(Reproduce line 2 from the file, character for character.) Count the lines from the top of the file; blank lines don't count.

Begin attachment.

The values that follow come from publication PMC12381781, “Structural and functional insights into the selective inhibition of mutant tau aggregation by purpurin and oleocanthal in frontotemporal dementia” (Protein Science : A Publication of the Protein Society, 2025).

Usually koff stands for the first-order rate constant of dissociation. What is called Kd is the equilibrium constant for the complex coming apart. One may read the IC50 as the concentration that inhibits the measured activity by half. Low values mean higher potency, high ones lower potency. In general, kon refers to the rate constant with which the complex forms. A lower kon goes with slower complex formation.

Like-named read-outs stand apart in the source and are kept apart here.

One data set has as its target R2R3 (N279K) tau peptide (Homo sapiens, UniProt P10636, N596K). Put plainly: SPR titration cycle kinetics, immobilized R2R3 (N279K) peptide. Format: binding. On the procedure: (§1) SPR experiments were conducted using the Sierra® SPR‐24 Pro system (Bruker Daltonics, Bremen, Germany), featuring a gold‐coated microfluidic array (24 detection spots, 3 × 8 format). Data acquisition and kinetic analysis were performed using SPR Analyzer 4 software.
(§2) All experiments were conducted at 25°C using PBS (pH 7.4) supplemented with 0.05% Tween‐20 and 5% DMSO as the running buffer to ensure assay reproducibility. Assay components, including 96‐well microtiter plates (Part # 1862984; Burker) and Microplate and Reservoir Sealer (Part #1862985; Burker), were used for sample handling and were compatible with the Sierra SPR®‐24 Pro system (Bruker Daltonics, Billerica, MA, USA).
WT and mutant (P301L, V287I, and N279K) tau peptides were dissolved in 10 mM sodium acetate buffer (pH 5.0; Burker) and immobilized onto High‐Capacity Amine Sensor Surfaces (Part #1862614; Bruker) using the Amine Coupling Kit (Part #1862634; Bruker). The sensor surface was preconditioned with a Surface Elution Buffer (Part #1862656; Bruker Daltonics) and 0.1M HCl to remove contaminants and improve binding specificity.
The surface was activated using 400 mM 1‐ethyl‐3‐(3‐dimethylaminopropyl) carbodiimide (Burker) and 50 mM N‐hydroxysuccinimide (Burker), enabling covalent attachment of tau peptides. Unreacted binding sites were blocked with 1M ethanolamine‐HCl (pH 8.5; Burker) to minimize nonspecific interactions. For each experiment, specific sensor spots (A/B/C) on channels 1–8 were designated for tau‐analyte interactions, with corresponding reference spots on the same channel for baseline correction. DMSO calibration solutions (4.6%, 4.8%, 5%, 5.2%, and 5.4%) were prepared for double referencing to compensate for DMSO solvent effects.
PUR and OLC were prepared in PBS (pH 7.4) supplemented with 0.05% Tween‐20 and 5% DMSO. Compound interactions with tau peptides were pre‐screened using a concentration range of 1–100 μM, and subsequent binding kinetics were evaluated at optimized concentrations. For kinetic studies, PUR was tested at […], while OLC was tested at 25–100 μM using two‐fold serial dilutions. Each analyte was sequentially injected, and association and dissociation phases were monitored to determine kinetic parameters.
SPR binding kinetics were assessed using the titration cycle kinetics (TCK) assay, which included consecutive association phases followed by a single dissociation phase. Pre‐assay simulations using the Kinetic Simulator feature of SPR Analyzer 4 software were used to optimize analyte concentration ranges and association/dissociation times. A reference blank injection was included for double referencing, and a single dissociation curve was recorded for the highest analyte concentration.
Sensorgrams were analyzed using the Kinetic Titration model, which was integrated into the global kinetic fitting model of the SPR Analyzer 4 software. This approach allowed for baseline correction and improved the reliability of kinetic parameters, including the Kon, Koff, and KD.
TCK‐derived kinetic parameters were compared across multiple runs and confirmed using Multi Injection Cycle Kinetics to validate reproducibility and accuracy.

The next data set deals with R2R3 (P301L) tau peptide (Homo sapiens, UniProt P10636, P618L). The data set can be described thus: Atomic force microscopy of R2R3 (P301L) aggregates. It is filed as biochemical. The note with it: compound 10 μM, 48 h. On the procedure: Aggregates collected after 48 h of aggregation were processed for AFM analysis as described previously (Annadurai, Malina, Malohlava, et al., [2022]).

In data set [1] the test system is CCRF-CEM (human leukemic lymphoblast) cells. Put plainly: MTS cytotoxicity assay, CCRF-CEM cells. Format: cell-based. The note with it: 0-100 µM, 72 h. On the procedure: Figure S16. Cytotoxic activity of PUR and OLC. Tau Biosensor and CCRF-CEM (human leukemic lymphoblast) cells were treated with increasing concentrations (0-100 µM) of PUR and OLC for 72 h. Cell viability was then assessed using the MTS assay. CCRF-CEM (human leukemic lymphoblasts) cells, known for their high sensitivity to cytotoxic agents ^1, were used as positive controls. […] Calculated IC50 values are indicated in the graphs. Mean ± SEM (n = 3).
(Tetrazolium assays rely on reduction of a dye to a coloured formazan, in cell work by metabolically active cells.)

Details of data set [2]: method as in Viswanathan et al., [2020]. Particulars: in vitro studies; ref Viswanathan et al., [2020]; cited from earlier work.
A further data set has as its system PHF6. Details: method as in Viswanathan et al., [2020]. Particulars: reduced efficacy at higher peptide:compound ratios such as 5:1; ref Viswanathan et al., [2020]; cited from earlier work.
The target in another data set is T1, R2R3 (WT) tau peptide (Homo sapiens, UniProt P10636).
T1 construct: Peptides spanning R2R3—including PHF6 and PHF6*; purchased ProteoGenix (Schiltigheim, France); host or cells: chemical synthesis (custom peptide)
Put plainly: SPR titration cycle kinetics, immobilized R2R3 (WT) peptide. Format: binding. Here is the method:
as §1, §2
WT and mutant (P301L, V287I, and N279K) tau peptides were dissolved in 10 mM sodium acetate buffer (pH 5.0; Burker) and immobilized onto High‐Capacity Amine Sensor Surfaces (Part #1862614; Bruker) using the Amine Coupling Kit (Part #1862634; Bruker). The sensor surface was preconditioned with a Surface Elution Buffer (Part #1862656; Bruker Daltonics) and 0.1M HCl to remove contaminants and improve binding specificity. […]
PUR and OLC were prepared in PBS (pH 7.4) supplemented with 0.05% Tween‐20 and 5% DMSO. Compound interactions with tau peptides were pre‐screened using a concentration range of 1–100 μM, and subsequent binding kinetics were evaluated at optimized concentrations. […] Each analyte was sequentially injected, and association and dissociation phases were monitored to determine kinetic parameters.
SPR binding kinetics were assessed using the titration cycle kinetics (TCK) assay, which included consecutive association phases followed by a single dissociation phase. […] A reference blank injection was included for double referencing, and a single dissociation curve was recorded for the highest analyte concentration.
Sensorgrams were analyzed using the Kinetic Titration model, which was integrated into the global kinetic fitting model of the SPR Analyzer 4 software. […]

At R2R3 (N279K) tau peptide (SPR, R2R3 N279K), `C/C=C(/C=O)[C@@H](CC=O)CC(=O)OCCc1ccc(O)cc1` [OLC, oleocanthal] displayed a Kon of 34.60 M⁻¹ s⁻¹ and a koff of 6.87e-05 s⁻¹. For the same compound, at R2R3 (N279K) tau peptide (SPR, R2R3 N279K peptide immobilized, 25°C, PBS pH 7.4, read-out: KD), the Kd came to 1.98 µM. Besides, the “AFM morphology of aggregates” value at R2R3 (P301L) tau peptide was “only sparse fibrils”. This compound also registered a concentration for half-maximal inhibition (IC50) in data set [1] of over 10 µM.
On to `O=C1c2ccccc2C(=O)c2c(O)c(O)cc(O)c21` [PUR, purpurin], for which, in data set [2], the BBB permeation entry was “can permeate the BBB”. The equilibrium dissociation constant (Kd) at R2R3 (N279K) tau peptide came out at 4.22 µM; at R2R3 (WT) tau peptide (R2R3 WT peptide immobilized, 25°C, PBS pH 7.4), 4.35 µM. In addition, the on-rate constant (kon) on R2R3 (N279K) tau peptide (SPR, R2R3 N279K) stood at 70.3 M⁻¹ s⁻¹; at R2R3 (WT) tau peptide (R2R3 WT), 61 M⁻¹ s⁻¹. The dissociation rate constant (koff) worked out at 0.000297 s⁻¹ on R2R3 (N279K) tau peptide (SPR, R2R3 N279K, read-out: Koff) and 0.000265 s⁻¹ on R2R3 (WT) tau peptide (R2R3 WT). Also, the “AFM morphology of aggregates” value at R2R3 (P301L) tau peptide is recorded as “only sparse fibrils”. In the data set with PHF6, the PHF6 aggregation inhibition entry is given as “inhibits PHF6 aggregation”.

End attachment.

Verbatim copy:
Usually koff stands for the first-order rate constant of dissociation. What is called Kd is the equilibrium constant for the complex coming apart. One may read the IC50 as the concentration that inhibits the measured activity by half. Low values mean higher potency, high ones lower potency. In general, kon refers to the rate constant with which the complex forms. A lower kon goes with slower complex formation.